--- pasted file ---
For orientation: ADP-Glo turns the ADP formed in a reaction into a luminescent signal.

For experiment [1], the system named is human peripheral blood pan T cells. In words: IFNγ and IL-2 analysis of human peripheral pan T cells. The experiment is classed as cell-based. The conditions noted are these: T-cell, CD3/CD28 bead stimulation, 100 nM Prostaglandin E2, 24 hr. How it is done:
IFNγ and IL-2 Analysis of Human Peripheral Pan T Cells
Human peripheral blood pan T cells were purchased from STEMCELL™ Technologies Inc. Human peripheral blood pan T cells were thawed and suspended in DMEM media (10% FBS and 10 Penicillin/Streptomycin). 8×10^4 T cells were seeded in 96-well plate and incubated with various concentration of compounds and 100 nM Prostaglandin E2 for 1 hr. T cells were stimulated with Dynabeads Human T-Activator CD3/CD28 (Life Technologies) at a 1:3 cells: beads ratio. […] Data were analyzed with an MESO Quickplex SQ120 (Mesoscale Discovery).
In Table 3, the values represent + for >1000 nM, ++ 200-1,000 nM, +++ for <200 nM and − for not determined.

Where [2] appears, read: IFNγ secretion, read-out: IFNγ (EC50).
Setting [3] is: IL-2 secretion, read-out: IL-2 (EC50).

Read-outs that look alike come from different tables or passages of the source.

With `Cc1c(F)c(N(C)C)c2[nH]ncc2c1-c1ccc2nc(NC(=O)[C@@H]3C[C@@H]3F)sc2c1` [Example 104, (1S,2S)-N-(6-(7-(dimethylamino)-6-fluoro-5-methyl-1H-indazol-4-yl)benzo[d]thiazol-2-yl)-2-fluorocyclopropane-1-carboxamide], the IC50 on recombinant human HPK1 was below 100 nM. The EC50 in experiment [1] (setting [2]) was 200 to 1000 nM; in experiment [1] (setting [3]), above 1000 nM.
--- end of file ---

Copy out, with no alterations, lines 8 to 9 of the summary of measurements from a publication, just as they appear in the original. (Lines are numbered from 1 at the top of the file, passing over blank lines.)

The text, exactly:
Read-outs that look alike come from different tables or passages of the source.

With `Cc1c(F)c(N(C)C)c2[nH]ncc2c1-c1ccc2nc(NC(=O)[C@@H]3C[C@@H]3F)sc2c1` [Example 104, (1S,2S)-N-(6-(7-(dimethylamino)-6-fluoro-5-methyl-1H-indazol-4-yl)benzo[d]thiazol-2-yl)-2-fluorocyclopropane-1-carboxamide], the IC50 on recombinant human HPK1 was below 100 nM. The EC50 in experiment [1] (setting [2]) was 200 to 1000 nM; in experiment [1] (setting [3]), above 1000 nM.